Use a Qualified Charitable Distribution (QCD) from your IRA to give more for less
- If you are at age 70½ or older, and are the owner of a Traditional IRA (or inherited Traditional IRA), you can make tax-free IRA contributions directly to qualified public charities, such as Williams.
- Each age-eligible IRA owner can transfer up to $100,000 tax-free per tax year.
- Your IRA gift must be complete on or before December 31 of the calendar year in which you choose to make a QCD for tax purposes.*
- The check must be made payable directly to Williams College.
- You can only make outright gifts. A QCD cannot be used to fund life income gifts (such as charitable gift annuities or charitable remainder trusts).
- The transfer process is quick and requires minimal paperwork.
- You can count your gift towards that year’s Required Minimum Distribution (RMD).**
- You can make a tax-free QCD beginning at age 70½, whether or not you have an RMD for that year.
- Your distribution is not recognized as income on your federal income tax return, therefore no federal income tax charitable deduction.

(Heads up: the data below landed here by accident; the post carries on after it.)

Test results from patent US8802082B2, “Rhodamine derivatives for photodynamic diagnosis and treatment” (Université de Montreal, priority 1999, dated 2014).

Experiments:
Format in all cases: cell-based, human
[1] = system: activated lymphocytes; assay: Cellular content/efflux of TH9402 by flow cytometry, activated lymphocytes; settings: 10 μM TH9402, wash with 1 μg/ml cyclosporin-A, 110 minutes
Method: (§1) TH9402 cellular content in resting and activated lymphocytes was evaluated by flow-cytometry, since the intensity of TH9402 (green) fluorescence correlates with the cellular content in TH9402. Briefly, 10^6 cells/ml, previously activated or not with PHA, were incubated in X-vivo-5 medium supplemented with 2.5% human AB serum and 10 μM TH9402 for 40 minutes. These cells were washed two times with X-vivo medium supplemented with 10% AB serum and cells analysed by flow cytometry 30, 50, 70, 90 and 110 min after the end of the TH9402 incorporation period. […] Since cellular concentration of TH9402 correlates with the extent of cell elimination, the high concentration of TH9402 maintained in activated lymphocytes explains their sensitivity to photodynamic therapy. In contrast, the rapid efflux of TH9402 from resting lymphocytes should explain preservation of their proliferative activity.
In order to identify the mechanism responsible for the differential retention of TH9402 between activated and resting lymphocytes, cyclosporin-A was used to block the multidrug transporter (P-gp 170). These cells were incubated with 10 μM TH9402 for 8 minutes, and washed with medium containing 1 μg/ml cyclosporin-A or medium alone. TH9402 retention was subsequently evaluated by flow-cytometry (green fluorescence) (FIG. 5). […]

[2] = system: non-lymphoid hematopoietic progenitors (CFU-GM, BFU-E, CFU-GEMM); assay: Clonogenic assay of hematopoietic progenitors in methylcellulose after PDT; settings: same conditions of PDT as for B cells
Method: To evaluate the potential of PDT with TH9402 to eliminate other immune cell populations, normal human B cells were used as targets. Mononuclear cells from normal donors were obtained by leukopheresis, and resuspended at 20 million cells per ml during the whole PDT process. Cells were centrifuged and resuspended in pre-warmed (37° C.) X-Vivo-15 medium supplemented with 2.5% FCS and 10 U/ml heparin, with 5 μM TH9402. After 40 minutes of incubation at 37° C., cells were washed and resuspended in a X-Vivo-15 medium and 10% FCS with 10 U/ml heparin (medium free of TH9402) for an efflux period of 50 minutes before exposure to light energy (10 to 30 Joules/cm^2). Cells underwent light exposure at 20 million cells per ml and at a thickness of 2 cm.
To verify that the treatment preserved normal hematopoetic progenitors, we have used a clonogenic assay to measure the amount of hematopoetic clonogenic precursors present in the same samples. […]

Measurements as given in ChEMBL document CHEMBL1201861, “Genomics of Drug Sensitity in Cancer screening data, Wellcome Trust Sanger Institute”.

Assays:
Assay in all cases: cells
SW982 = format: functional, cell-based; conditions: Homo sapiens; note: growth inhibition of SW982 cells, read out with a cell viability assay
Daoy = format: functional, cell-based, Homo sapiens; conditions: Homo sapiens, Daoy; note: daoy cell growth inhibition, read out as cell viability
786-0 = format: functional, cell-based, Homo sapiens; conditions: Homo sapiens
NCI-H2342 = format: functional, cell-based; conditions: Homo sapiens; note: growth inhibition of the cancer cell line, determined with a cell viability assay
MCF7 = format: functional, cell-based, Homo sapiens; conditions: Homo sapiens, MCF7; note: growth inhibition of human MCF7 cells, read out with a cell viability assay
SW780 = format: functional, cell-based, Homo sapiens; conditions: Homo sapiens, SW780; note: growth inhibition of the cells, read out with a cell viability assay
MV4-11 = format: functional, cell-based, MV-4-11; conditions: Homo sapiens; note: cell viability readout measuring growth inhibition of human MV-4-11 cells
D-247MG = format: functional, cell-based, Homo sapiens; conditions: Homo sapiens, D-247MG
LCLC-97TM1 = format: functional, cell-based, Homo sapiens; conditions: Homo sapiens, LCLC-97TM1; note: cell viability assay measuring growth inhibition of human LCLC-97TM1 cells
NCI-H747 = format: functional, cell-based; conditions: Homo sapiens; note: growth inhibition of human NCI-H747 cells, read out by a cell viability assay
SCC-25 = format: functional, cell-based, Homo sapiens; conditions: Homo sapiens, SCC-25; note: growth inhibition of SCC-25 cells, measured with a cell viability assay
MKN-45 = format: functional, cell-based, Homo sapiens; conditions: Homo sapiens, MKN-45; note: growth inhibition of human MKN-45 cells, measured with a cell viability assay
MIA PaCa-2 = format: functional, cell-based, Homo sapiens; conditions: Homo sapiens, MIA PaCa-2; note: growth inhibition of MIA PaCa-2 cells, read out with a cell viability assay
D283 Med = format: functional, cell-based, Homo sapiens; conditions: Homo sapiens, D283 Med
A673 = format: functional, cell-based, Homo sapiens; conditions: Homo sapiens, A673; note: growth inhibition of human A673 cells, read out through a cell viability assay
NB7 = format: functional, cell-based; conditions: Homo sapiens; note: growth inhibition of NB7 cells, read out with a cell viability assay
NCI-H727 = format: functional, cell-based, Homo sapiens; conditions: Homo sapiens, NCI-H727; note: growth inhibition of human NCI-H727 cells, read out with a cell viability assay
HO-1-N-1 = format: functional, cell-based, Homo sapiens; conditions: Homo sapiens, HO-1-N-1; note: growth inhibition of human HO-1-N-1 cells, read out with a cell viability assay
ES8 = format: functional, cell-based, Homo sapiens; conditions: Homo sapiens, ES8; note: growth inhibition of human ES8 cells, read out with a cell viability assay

- Some donors save on state income taxes.
- Donors who do not itemize their federal deductions will most likely save taxes.
- Keeping your IRA distribution out of your adjusted gross income (AGI) may save you taxes in certain situations.
**Note, if you had not turned 70½ by December 31, 2019, the new SECURE Act raised the age for beginning RMD to age 72 for all retirement accounts subject to RMDs
Some donors with high AGIs can also save when:
- Subject to alternative minimum tax (AMT), and/or
- Subject to 3.8% healthcare surtax on investment income.
Some donors with low AGIs can also save on:
- Social Security taxes and/or
- Medicare premiums.
- Employer-sponsored retirement plans, such as SEP IRAs, SIMPLE IRAs, 401(k)s, and 403(b)s are generally not eligible for the IRA Charitable Rollover.
- While the IRS permits QCD gifts from Roth IRAs, using a ROTH IRA eliminates many of the tax advantages of the charitable distribution. Consult you financial or tax adviser for advice.
- Most (but not all) states exclude QCD gifts from income for state and local tax purposes.
- The 2020 SECURE Act changed the distribution rules of newly inherited retirement funds, replacing it with a 10-year rule whereby all assets must be withdrawn (beneficiaries not affected – spouse, disabled, chronically ill, individual less than 10 years younger than decedent, minor children until age of majority). Please see your advisor to discuss your personal finances and planning.